Living proof: the power of case studies for charity copy.
Sadly, there are many needy causes in the world today. Raising vital funds for those who are suffering can be difficult with so many calls for help. It’s therefore vital to ensure that your copy stands out from the masses to grab attention, engage human emotion and motivate action.
The case for emotive copy.
Charity communications and marketing needs to make an impact on readers’ emotions – enough empathy to ensure that they are compelled to donate. After all, when parting with their cash they will not be receiving anything themselves in return. Other typical emotions relied upon in marketing and sales – desire, greed, envy, insecurity – simply won’t cut the mustard.
Donating to a charitable cause requires the donor to give to another and this can only be done with a degree of empathy and selflessness involved. The reader must be able to relate on some personal level to the case involved – be it an animal rescue appeal, starving families in a remote part of the world, or victims of war and natural disaster. In this relation, they must feel enough emotion to act upon their sympathy or empathy with direct action to help.
Using case studies - or life experiences – in your copy can have quite an impact on the persuasive value of your copy. Case studies are a form of storytelling in the truest sense, appealing therefore to the common humanity in us all.
Studies have shown that generalised statistics such as ‘More than 14 million people in the UK currently live in poverty” can be overwhelming to a reader. In fact they can actually be a turn-off for some people who feel that due to the scale of need, their own small donation will have no effect in solving the problem. Used incorrectly and your ‘why’ becomes a ‘what’s the point?’ in the mind of the reader.
Whilst data has its merits, a real-life story can be far more thought-provoking.
“Sarah was made homeless as a result of redundancy from her permanent job. Unable to pay her rent on time, her landlord evicted her. Although deemed ‘intentionally homeless’, due to her disabilities the local council offered Sarah temporary accommodation but she left after a short time due to threats made towards her by another resident. She now sleeps on the streets, struggling to get by and visiting the food bank when she can. Both Sarah’s physical and mental health have deteriorated significantly. More than anything she just wants a safe, warm place to live.”
A case study such as this has far more impact. It clearly lays out the situation that Sarah is in and how this happened to her. This can be a much stronger persuasion to give, perhaps even causing the reader to relate this to someone they have seen or know. Any of us could be Sarah or may have been like Sarah. Told in the 3rd person, this is effective for context.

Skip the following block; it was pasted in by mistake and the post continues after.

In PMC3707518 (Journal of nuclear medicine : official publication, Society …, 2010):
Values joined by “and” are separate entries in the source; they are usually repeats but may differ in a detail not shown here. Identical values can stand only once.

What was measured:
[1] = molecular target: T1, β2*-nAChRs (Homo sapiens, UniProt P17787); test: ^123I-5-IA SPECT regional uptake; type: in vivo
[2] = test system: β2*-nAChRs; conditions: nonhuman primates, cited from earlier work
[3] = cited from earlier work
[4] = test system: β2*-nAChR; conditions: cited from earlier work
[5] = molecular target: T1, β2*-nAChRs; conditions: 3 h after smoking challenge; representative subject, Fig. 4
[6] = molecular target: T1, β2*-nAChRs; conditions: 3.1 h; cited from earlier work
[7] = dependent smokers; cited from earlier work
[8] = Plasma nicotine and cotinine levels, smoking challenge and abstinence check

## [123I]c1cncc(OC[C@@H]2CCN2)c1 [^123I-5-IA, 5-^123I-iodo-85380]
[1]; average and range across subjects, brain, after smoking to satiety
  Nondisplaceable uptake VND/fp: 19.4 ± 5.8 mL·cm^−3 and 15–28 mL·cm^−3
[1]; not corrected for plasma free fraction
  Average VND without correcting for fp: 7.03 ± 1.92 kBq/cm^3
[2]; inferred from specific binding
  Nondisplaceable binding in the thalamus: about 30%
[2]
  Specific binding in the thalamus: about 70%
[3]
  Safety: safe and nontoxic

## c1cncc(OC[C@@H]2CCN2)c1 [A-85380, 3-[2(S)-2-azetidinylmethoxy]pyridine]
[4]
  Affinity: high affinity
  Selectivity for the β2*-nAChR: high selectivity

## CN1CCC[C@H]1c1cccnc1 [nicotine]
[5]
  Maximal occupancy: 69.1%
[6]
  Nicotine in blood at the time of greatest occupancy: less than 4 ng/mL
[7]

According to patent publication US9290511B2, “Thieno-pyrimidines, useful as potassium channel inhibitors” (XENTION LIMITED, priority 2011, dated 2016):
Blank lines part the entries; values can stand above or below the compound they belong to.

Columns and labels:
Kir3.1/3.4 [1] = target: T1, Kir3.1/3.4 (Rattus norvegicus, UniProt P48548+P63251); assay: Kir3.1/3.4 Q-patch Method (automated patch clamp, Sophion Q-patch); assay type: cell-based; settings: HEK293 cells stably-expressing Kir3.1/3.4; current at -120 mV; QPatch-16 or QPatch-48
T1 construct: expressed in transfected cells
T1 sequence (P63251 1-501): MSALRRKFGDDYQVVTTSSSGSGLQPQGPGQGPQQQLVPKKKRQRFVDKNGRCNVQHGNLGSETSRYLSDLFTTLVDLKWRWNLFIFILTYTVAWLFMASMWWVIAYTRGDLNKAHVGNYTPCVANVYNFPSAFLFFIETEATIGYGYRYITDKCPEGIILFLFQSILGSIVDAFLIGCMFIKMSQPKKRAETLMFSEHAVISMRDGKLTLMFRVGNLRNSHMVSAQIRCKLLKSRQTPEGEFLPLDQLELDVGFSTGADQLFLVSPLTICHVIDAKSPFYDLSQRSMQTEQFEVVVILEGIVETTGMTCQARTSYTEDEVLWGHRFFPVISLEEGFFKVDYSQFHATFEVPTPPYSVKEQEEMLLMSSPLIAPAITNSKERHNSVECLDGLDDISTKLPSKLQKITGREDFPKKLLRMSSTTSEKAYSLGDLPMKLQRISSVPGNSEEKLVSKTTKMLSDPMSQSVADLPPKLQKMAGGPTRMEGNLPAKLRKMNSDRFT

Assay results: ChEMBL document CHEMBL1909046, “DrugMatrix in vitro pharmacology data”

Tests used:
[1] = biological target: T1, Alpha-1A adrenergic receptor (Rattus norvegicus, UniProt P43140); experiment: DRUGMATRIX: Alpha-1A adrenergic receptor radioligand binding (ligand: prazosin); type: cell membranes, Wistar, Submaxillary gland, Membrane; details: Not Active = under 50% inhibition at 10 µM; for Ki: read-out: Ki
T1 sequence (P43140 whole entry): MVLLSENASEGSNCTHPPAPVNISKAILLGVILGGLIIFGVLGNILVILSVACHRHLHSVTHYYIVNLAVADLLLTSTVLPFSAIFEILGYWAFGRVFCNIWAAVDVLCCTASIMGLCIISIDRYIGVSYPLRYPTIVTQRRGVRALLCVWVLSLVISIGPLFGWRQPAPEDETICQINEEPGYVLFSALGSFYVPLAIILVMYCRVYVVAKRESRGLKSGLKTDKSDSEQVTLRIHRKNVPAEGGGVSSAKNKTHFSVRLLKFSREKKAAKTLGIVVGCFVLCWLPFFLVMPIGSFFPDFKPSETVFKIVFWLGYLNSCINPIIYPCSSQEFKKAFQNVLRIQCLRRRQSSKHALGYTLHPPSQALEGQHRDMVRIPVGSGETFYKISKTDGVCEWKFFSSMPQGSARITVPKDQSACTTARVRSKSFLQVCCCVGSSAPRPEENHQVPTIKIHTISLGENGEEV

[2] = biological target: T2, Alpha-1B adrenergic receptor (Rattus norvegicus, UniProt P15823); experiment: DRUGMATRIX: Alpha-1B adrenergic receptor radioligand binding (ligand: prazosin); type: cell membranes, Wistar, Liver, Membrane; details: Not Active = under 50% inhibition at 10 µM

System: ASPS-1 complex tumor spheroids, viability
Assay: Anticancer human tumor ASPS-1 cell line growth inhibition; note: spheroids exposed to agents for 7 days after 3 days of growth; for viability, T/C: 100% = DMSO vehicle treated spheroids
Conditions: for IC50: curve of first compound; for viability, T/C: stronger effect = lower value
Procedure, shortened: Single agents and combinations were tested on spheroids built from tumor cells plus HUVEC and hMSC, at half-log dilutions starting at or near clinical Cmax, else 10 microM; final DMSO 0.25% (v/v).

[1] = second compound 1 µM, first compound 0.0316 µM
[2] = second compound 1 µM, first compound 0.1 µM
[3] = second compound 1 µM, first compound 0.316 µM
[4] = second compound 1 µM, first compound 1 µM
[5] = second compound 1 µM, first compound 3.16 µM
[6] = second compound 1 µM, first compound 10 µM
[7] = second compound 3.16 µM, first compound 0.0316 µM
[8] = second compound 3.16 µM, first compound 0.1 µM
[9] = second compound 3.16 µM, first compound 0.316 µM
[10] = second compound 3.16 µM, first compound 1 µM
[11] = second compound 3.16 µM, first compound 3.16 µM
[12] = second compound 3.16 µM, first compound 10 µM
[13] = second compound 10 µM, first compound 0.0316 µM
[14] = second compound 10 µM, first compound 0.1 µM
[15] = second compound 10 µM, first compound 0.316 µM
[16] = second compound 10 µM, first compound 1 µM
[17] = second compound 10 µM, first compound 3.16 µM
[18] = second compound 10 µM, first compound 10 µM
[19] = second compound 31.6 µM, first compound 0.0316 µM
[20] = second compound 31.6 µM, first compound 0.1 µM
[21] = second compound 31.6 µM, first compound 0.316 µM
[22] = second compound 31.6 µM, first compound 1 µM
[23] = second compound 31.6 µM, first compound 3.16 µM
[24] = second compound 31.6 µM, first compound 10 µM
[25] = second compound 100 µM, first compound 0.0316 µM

In the case of international aid, emphasis on the common threads that connect us all in humanity is even more important, where circumstance may be unrelatable. Struggling to feed your children or keep your family safe, the death of loved ones – are universal fears and realities.
Case studies can also be used not just to relay need and provoke relatable connection but also to convey the impact and success of charitable giving:
“Our team found Sarah sleeping under a bridge. Thanks to your support, we were able to help Sarah access a place in a women’s hostel as well as appropriate healthcare and mental health support. Your donations meant we could pay for a support worker to check in with Sarah and guide her through finding a permanent place to live and regular work. Sarah recently went for a job interview and is hopeful she can get back into employment soon.”
In examples like that above, the saviour in the story of Sarah is both the charity and the donor. It places the donor, ‘you’, very firmly at the heart of being the catalyst of change in Sarah’s situation, with the charity as the authentic vehicle to deliver – once more reinforcing that relatable, human link.
Real human stories.
Using case studies such as this in your copy can be much more effective in ensuring that readers are compelled. However, it is best to avoid the actual use of the term ‘case study’ due to its impersonal and clinical nature which often undermines the need and situation. These are people’s life experiences or life stories. They are very real.
Refer instead to beneficiaries by name and keep them as ‘human’ as possible - inserting direct quotes from those who need help or have benefited from aid is perhaps the most effective way of bringing copy alive. Quotes don’t need to be more than a couple of lines if you are tight on space or wordcount. They can be put in context with emotive language about how ‘Sarah’ felt. We know she was tired, cold and hungry – but explain what this really means if the quote doesn’t go into detail. Rewriting quotes within reason is generally ok provided the main message is not lost but is always wise to check this with the beneficiary. Likewise be sure to confirm they are happy for their name to be shown or instead use an alias.
Effective case studies, direct quotes, emotive copy and context can have far more impact than dry, faceless (all be it shocking) statistics. While data can show the scale of the problem, this will always be ‘someone else’s problem’ without relatable life stories and human empathy.
If you are considering the copy for your next appeal or comms release and would like to know a bit more about using case studies, drop me a line.